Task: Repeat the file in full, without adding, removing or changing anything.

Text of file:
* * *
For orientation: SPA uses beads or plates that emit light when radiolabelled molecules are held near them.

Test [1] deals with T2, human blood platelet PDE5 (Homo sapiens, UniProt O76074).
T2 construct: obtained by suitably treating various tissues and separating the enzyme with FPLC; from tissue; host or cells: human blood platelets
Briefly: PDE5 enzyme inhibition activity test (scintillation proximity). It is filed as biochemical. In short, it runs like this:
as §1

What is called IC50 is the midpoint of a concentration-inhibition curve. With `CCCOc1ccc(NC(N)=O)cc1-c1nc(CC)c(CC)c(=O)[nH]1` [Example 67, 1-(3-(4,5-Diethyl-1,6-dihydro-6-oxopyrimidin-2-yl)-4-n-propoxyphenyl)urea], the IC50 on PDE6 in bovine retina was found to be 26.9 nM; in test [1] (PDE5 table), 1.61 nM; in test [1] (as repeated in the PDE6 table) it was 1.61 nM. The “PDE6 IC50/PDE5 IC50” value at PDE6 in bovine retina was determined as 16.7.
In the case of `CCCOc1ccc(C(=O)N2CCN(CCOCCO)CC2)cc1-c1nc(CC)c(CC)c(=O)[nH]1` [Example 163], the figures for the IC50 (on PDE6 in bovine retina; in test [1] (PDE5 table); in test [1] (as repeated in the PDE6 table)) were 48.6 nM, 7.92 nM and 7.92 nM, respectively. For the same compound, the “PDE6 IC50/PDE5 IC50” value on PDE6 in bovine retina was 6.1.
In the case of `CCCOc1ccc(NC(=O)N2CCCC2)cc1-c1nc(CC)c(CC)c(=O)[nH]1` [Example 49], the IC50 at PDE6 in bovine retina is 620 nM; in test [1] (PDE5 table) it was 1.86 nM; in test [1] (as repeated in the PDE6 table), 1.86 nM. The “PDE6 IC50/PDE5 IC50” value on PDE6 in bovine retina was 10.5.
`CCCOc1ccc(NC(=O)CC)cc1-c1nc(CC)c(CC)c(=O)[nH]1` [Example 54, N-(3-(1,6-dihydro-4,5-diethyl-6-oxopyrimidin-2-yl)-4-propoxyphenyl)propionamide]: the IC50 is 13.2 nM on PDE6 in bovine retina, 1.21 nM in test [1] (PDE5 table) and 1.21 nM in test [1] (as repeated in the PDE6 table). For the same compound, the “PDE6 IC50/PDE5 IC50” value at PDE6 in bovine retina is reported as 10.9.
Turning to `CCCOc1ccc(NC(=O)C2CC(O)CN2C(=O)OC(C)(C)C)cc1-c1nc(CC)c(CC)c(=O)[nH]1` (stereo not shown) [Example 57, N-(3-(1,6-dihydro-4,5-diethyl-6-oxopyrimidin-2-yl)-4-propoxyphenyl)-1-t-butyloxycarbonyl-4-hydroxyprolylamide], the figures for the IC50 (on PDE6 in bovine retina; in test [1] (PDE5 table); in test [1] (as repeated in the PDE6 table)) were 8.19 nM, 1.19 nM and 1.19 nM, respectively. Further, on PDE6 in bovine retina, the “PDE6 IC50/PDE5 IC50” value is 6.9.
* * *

For orientation: SPA uses beads or plates that emit light when radiolabelled molecules are held near them.

Test [1] deals with T2, human blood platelet PDE5 (Homo sapiens, UniProt O76074).
T2 construct: obtained by suitably treating various tissues and separating the enzyme with FPLC; from tissue; host or cells: human blood platelets
Briefly: PDE5 enzyme inhibition activity test (scintillation proximity). It is filed as biochemical. In short, it runs like this:
as §1

What is called IC50 is the midpoint of a concentration-inhibition curve. With `CCCOc1ccc(NC(N)=O)cc1-c1nc(CC)c(CC)c(=O)[nH]1` [Example 67, 1-(3-(4,5-Diethyl-1,6-dihydro-6-oxopyrimidin-2-yl)-4-n-propoxyphenyl)urea], the IC50 on PDE6 in bovine retina was found to be 26.9 nM; in test [1] (PDE5 table), 1.61 nM; in test [1] (as repeated in the PDE6 table) it was 1.61 nM. The “PDE6 IC50/PDE5 IC50” value at PDE6 in bovine retina was determined as 16.7.
In the case of `CCCOc1ccc(C(=O)N2CCN(CCOCCO)CC2)cc1-c1nc(CC)c(CC)c(=O)[nH]1` [Example 163], the figures for the IC50 (on PDE6 in bovine retina; in test [1] (PDE5 table); in test [1] (as repeated in the PDE6 table)) were 48.6 nM, 7.92 nM and 7.92 nM, respectively. For the same compound, the “PDE6 IC50/PDE5 IC50” value on PDE6 in bovine retina was 6.1.
In the case of `CCCOc1ccc(NC(=O)N2CCCC2)cc1-c1nc(CC)c(CC)c(=O)[nH]1` [Example 49], the IC50 at PDE6 in bovine retina is 620 nM; in test [1] (PDE5 table) it was 1.86 nM; in test [1] (as repeated in the PDE6 table), 1.86 nM. The “PDE6 IC50/PDE5 IC50” value on PDE6 in bovine retina was 10.5.
`CCCOc1ccc(NC(=O)CC)cc1-c1nc(CC)c(CC)c(=O)[nH]1` [Example 54, N-(3-(1,6-dihydro-4,5-diethyl-6-oxopyrimidin-2-yl)-4-propoxyphenyl)propionamide]: the IC50 is 13.2 nM on PDE6 in bovine retina, 1.21 nM in test [1] (PDE5 table) and 1.21 nM in test [1] (as repeated in the PDE6 table). For the same compound, the “PDE6 IC50/PDE5 IC50” value at PDE6 in bovine retina is reported as 10.9.
Turning to `CCCOc1ccc(NC(=O)C2CC(O)CN2C(=O)OC(C)(C)C)cc1-c1nc(CC)c(CC)c(=O)[nH]1` (stereo not shown) [Example 57, N-(3-(1,6-dihydro-4,5-diethyl-6-oxopyrimidin-2-yl)-4-propoxyphenyl)-1-t-butyloxycarbonyl-4-hydroxyprolylamide], the figures for the IC50 (on PDE6 in bovine retina; in test [1] (PDE5 table); in test [1] (as repeated in the PDE6 table)) were 8.19 nM, 1.19 nM and 1.19 nM, respectively. Further, on PDE6 in bovine retina, the “PDE6 IC50/PDE5 IC50” value is 6.9.